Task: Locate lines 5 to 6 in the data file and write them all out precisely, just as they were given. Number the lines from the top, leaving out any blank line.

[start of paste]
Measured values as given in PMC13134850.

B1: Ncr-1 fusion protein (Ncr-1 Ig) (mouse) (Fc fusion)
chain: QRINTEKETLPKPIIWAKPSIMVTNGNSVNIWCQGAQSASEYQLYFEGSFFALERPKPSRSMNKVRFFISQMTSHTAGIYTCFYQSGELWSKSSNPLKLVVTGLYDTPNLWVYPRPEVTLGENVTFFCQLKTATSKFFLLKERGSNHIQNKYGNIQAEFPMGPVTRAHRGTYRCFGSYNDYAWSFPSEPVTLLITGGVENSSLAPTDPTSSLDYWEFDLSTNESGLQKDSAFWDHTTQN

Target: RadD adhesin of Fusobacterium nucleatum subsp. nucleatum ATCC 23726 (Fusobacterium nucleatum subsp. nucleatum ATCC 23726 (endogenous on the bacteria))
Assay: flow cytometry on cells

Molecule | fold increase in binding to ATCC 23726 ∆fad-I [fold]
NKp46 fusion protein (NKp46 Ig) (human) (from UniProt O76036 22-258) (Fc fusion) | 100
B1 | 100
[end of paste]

Assay: flow cytometry on cells

Molecule | fold increase in binding to ATCC 23726 ∆fad-I [fold]